The current-limiting and status indicating circuit of the present invention may be used to indicate the status of a switch that is directly connected to the source of electrical current. In the circuit of FIG. 5, the warning lamp 40 is illustrated as having dual filaments connected in parallel between an indicator buss 42 and ground potential by way of a bleed-resistive element 44. The buss 42 may provide a low voltage, low current, D.C. supply of electricity, such as 28 volts D.C. Resistive elements 44 may be shunted by an electronic switch such as the illustrated NPN transistor Q1. When driven into conduction, the transistor Q1 will shunt the resistor 44 and thus increase the current through the indicator lamp 40 sufficiently to effect incandescence and the emission of bright, visible light to indicate the closure of the switch being monitored.
With continued reference to FIG. 5, a load 46 is shown connected to a power buss 50 through a pair of normally open switch contacts 48, the condition of which is being monitored. A current-limiting warning light (CLWL) 52 is connected between the control electrode of the transistor Q1 and a point 54 intermediate the load 46 and the switch contacts 48.
In the embodiment of FIG. 5, the indicator lamp 40 does not limit the current flowing through the switch contacts 48, but does serve to limit the current flowing through the transistor Q1 when it conducts responsively to the closure of the switch contacts 48. However, the two lamp filaments provide the same four-mode status indication for the switch contacts 48 and for the filaments of the lamp 40 as described in the previous embodiments. The lamp 40, the transistor Q1 and associated resistive elements and the bleed resistor 44 may all be provided on a standardized support member so as to be interchangeable in a suitably arranged console panel with other standardized support members as a function of the requirements of the particular circuit. Current limiting is, moreover, provided for over-current protection for the wiring between the CLWL 52 and the transistor Q1 by the CLWL 52 or a resistor shown in phantom.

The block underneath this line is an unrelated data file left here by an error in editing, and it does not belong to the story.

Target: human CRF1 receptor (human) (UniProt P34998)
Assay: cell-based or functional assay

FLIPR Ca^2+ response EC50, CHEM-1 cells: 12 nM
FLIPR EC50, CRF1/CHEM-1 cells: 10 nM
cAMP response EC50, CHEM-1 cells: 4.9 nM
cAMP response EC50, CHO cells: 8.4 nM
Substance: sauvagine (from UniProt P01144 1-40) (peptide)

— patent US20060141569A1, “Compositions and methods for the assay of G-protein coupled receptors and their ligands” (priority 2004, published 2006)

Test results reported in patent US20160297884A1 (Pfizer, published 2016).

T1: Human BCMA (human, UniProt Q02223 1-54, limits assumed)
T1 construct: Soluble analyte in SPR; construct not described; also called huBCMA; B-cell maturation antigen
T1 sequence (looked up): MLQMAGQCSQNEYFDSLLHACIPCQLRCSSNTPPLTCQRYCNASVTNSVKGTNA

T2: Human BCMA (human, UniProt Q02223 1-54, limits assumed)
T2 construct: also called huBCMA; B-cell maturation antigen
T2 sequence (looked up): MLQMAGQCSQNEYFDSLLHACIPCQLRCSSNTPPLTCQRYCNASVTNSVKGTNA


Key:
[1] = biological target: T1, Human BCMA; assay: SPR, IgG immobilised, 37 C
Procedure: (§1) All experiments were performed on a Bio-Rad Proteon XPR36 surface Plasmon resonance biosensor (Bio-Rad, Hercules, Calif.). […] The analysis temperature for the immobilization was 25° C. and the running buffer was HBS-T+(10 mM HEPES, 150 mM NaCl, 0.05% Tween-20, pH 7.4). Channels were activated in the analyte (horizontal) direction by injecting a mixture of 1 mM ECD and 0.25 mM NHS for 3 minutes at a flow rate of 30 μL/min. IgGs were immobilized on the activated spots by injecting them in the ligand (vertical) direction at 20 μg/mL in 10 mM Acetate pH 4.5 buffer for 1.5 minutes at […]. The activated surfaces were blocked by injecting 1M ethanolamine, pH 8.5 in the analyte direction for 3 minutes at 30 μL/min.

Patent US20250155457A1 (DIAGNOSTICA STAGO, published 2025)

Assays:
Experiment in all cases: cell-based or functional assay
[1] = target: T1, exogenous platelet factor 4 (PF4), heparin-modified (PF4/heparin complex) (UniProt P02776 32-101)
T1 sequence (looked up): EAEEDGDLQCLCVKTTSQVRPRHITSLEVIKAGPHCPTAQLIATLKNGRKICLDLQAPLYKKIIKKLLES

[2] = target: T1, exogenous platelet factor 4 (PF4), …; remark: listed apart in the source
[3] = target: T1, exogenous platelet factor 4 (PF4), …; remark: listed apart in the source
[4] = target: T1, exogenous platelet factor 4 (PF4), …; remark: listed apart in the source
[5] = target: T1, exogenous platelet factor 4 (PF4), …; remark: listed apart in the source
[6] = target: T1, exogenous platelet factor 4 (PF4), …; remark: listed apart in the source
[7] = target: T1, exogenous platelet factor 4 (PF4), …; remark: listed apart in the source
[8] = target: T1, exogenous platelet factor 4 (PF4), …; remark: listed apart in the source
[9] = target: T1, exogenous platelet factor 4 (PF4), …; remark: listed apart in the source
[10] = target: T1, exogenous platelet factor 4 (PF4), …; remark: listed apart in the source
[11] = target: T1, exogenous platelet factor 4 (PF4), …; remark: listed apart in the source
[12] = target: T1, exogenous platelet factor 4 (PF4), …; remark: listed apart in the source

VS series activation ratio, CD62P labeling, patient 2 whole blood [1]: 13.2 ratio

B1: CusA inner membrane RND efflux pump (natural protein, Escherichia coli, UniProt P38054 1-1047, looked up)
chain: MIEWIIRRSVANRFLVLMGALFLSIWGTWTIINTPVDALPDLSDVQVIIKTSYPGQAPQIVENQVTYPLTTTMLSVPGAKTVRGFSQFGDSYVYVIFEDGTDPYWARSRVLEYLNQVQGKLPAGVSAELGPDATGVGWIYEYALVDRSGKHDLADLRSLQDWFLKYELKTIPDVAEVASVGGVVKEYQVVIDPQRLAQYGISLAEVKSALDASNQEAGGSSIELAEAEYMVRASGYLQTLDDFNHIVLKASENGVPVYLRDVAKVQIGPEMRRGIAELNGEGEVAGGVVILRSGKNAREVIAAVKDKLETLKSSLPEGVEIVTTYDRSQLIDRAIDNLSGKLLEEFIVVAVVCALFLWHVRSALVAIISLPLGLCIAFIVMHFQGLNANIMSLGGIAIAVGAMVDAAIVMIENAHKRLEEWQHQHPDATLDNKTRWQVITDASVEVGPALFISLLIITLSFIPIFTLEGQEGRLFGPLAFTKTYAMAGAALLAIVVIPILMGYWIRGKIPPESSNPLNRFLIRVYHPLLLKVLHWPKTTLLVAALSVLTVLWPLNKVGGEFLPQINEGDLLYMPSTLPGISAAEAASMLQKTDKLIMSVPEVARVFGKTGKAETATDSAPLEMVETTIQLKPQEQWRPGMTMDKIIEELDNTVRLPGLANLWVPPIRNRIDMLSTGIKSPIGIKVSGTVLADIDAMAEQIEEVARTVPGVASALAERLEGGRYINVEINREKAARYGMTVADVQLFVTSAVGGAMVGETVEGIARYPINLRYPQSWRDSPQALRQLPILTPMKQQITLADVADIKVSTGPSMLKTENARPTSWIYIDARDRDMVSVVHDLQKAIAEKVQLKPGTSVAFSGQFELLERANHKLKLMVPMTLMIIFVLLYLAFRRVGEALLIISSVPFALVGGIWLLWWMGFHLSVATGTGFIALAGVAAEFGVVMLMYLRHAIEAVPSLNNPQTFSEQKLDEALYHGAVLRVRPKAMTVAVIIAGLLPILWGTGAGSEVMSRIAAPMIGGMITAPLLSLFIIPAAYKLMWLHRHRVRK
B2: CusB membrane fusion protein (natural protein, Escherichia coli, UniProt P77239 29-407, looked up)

With reference to FIG. 6, where like elements have been accorded numerical designations consistent with those of FIG. 5, a three-phase A.C. power buss 54 is shown feeding a conventional transformer-rectifier unit 56 which in turn feeds a D.C. power buss 58. A point 60 intermediate the D.C. power buss 58 and the transformer-rectifier unit 56 is connected through a CLWL 52 to control the conduction of a NPN transistor Q2 which shunts the bleed resistor 44. In the circuit of FIG. 6, failure of the transformer-rectifier unit 56 will remove power from the D.C. power buss 58 and drive the transistor Q2 into cut off to eliminate the shunt of the resistor 44. The elimination of the shunting of the resistor 44 will, as earlier discussed, decrease the current flow through the lamp 40 sufficiently to eliminate incandescence and to indicate the loss of voltage.